- Forty-five per cent of millennials think they earn less than their peers, according to a new survey by Insider and Morning Consult.
- Only 34% of millennials think they earn more, and 21% said they didn’t know.
- The picture is brighter debt-wise – 48% per cent of millennials think they have less debt than their peers, while 35% think they have more.
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Millennials are pretty grim about their wages – at least when they compare themselves to the rest of their generation.
Forty-five per cent of millennials think they make less money than their peers, according to a new survey by Insider and Morning Consult. Fewer millennials (34%) think they earn more (the remaining 21% selected “don’t know”).
The survey polled 2,096 Americans about their financial health, debt, and earnings for a new series, “The State of Our Money.” More than 670 respondents were millennials, defined as ages 23 to 38 in 2019.
That the majority of millennials think they earn less money than the rest of their cohort is reflective of the stagnant wages they’re experiencing. Americans ages 25 to 34 on average have seen incomes increase by just $US29 since 1974 when adjusted for inflation, according to a SuperMoney report that analysed US Census Bureau data. That year, they were earning an average of $US35,426. By 2017, that rose to a mere $US35,455.
Older millennials have it particularly hard. They graduated in the midst of the Great Recession and entered a tough job market; a delay in finding a job, or starting your first job with a low salary, can ultimately affect long-term earning potential.
Millennials think they have less debt than their peers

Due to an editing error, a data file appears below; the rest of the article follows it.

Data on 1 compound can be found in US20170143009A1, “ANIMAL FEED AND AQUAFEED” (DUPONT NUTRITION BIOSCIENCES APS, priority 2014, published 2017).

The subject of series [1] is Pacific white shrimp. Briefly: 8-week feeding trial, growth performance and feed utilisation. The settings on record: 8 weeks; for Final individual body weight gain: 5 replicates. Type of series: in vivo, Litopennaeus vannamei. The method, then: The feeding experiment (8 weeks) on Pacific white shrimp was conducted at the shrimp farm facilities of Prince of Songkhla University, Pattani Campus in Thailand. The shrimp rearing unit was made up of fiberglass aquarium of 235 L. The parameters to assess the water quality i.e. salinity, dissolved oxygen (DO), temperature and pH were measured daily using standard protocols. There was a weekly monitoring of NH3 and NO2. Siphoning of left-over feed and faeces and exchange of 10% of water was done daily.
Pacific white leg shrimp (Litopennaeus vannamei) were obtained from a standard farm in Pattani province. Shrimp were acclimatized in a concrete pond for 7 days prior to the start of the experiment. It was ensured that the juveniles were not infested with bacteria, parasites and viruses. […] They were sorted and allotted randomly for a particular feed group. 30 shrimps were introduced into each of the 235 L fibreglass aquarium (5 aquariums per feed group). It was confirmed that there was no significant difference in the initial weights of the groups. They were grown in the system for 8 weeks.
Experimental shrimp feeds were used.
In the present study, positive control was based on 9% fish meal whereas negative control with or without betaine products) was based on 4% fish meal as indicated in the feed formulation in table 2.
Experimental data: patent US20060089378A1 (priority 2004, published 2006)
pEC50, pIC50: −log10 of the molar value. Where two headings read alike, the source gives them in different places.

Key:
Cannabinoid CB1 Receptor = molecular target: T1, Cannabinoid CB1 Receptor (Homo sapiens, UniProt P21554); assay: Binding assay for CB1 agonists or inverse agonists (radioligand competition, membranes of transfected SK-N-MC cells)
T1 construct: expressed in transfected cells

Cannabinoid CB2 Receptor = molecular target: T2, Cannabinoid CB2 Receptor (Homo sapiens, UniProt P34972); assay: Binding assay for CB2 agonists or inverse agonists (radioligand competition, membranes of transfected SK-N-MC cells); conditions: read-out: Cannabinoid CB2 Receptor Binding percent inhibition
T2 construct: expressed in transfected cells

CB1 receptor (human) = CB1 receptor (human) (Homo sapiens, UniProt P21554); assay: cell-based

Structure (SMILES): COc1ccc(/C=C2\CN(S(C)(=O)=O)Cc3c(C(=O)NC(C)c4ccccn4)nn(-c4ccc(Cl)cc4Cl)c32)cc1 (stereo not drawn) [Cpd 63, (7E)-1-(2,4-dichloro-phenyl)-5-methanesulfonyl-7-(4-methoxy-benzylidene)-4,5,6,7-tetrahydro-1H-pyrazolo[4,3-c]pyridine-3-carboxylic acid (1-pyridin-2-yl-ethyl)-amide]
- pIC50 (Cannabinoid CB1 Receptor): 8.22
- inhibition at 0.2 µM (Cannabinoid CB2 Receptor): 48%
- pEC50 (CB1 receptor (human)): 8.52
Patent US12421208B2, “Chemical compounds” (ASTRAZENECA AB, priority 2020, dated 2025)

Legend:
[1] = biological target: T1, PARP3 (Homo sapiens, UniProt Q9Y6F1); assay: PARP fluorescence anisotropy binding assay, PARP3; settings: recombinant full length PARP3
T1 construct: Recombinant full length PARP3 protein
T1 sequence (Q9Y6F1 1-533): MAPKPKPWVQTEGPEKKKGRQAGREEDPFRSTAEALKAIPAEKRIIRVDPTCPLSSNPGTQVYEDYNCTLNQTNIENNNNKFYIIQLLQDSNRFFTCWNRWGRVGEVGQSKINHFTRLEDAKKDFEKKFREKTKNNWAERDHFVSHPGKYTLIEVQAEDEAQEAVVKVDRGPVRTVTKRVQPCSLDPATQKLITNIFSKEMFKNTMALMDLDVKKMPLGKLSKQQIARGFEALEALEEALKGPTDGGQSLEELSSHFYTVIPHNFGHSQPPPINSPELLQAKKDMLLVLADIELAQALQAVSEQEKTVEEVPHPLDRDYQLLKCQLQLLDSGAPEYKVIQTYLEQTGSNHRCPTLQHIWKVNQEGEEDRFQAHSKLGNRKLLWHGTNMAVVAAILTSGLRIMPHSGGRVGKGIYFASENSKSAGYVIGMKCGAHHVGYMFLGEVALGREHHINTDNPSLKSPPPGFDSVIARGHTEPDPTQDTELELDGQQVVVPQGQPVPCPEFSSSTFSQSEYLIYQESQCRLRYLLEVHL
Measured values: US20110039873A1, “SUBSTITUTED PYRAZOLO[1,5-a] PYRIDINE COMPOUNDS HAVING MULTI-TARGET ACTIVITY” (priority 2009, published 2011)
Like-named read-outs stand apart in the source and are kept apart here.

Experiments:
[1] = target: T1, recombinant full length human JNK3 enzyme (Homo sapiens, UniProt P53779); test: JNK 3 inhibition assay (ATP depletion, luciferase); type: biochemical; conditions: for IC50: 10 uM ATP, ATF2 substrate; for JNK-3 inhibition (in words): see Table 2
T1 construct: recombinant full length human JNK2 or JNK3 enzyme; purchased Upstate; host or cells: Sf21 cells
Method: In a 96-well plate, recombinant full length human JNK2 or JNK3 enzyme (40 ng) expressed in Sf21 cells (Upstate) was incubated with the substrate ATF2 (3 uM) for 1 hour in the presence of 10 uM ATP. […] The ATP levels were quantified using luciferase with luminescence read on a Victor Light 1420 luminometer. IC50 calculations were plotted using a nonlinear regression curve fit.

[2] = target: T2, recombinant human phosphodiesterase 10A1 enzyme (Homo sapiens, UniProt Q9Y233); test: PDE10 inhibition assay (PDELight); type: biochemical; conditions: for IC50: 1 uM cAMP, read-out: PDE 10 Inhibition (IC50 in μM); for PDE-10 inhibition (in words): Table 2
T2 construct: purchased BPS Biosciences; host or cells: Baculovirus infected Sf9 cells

However, millennials are slightly more positive about their debt situation in comparison to their friends – 48% think they have less debt than their peers, while 35% think they have more. Seventeen per cent said they didn’t know.
They’re both right and wrong, according to additional survey findings.
Only about 28% of millennial respondents have a mortgage, so most millennials aren’t carrying the debt of homeownership. But of those who do have a mortgage, half owe more than $US100,000, while the other half owe less.
Most of those who have credit-card debt do owe less than their peers – more than half of the survey respondents with credit-card debt owe less than $US5,000. However, it’s worth noting that more than half of millennial respondents carry credit-card debt in the first place – so even if they owe little, they still owe more than those who don’t have credit-card debt at all.
Around 28% of millennial respondents have undergrad student-loan debt, meaning the majority aren’t faced with this burden. If millennials are reading anything about the student-debt situation, those who don’t have it are likely to think they have less debt than the rest of their generation. The same is probably true for those who do have student-loan debt, but owe less than the nearly $US30,000 average.